Seamus O'Regan says goodbye to 'Canada AM'
Constance Droganes, CTVNews.ca
Published Thursday, November 24, 2011 9:17AM EST
Last Updated Saturday, May 19, 2012 6:40AM EDT
Saying goodbye to a job you love isn't easy. Seamus O'Regan knows that feeling all too well.
It's been 10 years since O'Regan first sat down in the co-host's chair of "Canada AM," CTV's national morning show. On Thursday, O'Regan will do his duties one last time before he embarks on a new chapter of his career as a correspondent for CTV National News.
The countdown to this moment has been tinged with many emotions for the broadcast journalist from St. John's, N.L.
"Leaving ‘Canada AM' will be difficult. It's been my family for 10 years and it's been a wonderful, rambunctious group of people to work with. We're friends," O'Regan said.
That playful spirit was hard to miss in the days leading up to O'Regan's exit.
Every morning, O'Regan was treated to a clip from his early days on "Canada AM." The clips left everyone on set crying with laughter.
On the day that I sat down to talk to O'Regan, his colleague Jeff Hutcheson had just played a clip of his pal's first time on "Canada AM" on Dec. 19, 2001.
The boyish O'Regan, then 30 years old, shared the table with Hutcheson and Lisa LaFlamme.
O'Regan's hair was short. His confidence was enormous. The size of his suits hasn't changed even today, as Hutcheson enviously pointed out.
O'Regan buried his face in his hands, looking on with a mix of laughter, shock and pure, cold, dread.
"Unbelievable," O'Regan said, shaking his head.
"That was 10 years ago -- 10 years. That's a career by anyone's standards today," he said.
"Frankly, I'm amazed at how self-assured I appeared in that clip. I certainly didn't deserve to feel that way. I didn't have much experience back than. It was a big gamble on the part of the network to put me in that position."
O'Regan came to "Canada AM" after appearing on "talktv's" current affairs program, "the chatroom," which he joined in 2000.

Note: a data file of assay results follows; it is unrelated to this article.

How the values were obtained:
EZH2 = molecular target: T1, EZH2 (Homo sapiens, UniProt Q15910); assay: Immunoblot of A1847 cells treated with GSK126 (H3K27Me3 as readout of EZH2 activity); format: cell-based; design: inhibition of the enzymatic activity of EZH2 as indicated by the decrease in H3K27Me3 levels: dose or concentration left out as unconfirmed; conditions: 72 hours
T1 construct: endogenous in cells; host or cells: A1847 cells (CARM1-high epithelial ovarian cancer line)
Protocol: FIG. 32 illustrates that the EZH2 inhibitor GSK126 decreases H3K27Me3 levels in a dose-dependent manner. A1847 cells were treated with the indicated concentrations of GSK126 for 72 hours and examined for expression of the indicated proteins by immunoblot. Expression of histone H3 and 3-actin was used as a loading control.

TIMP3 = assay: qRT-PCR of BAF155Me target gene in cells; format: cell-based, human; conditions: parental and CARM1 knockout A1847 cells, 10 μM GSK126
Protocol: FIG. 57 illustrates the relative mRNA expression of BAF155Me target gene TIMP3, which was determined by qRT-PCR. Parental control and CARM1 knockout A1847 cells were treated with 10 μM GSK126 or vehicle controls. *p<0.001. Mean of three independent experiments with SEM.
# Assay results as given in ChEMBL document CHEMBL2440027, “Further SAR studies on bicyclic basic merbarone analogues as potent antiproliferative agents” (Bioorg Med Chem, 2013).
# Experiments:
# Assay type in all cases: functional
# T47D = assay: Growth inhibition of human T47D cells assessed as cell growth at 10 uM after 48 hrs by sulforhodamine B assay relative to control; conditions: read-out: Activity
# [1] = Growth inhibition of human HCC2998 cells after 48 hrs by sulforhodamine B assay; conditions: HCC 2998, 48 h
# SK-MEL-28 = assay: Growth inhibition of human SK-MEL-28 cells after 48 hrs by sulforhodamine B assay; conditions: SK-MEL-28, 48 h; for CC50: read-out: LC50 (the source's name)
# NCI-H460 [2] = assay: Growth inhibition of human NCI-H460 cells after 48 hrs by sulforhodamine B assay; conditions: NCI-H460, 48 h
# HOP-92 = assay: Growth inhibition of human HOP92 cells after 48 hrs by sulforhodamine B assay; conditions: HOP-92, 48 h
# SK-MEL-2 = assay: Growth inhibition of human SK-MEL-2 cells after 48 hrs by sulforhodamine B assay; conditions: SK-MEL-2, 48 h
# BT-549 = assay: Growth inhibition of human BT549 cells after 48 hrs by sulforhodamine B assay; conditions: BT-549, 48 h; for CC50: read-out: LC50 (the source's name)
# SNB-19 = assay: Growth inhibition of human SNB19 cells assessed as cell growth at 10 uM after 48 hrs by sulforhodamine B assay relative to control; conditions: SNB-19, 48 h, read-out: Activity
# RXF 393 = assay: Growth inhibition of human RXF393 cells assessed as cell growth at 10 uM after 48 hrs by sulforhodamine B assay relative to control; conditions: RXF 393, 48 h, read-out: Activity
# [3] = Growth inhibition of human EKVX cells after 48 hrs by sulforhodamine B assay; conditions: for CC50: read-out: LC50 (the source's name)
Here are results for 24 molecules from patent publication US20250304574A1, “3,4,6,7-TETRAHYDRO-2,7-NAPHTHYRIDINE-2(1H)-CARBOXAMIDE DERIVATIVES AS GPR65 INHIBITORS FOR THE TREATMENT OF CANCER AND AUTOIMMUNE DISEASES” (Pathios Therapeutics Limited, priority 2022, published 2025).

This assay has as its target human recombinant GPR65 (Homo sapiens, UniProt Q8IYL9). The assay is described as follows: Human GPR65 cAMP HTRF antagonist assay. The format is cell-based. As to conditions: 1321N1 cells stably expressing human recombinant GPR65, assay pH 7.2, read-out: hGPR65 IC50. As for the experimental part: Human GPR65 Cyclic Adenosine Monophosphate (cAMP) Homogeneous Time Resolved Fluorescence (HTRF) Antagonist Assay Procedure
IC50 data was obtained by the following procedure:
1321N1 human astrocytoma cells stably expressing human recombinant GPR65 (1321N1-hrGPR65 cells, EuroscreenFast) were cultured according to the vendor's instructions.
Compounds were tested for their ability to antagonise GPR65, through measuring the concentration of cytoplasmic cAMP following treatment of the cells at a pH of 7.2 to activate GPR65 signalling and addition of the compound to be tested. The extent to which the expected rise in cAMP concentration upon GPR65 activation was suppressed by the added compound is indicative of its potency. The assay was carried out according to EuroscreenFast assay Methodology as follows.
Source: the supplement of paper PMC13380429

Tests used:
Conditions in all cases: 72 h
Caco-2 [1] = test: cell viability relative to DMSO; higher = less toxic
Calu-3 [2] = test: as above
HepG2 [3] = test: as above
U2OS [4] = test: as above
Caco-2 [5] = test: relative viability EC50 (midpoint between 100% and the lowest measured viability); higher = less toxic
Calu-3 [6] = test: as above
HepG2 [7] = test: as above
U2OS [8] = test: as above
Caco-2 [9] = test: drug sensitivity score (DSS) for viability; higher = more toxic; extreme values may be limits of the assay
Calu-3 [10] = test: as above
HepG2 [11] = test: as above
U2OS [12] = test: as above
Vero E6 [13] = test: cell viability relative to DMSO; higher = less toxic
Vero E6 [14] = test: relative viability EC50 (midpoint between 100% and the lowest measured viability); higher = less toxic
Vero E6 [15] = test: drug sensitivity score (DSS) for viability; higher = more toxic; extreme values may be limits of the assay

The crossover seemed natural to O'Regan's bosses. Still, the move challenged the fledgling co-host.
"When I started here I certainly had my own anxieties and fears that I had to overcome," said O'Regan.
"I used to spend so much time writing the perfect questions for guests and not enough time listening to them. But that skill came over time," he said.
"Canada AM's" early wake-up calls were also tremendously difficult for O'Regan.
The show's hosts and production crew arrive at CTV around 4:30 a.m.
"It's still hard for me to do, even after 10 years," O'Regan said, with a grin.
"It's been three hours of live TV each day, five days a week for 48 weeks a year -- and that's for 10 years. That's a lot of TV and that's a lot of interesting people," he said.
Over the last decade, O'Regan has interviewed the world's top political figures and celebrities. He's talked to real-life heroes and ordinary Joes who have made news in ways that showed the best of humanity and the worst.
In every case, telling a good story remained O'Regan's true thrill on the job.
"I've always wanted to tell great news stories and do it in a way so people will feel like they're a part of it," said O'Regan.
"At the end of the day, I think the moments I'm most proud of on 'Canada AM' are when news broke on our watch and we put that to air," said O'Regan.
From London's tragic bombings to a devastating tsunami, O'Regan and his colleagues came together and proved their worth.
"Those moments when everything jelled as we followed these big, news-breaking stories were special," O'Regan said.
In his final words on the show, O'Regan shared his thoughts on his co-hosts.
He called Hutcheson "utterly consistent and so well prepared" and described Thomson as the big sister he never had.
O'Regan also expressed his gratitude to "Canada AM's" viewers.
"I owe the viewers a great deal. They stuck with me," he said.
O'Regan will face new challenges at CTV National News.
"There's a huge learning curve here for me," said O'Regan.
"On ‘Canada AM' I could interview people live for four or five minutes of time. Now, I'll have to tell stories in a more visual and succinct way. That's going to be new for me, but I'm looking forward to it," he said.
However, that thrill of telling a good story -- especially in this social media age -- remains.
"Social media is changing the nature of this business as we speak and I welcome it," said O'Regan.
"People only have so much time in a day. They're looking for news they can trust. I want to play a part in that choice at this time of great time of change," he said.
The move to CTV National News is, a dream come true for O'Regan, who started his broadcast career at the age of 10 as a regional correspondent for the CBC radio show "Anybody Home?"
"When I think of where I am today in my career I almost can't believe it," said O'Regan.
"Going to CTV National News is pretty daunting. But I work hard. I always have," he said.
"When I started at ‘Canada AM' I was a gamble. That's not the case anymore. But I still feel the need to prove to people that I deserve to be where I am," O'Regan said.
"From ‘the chatroom' to CTV National News, I've been put into these positions by people who had faith in me. I want to make sure that they know they made the right decision."
Leave your well wishes for Seamus O'Regan in the comments below.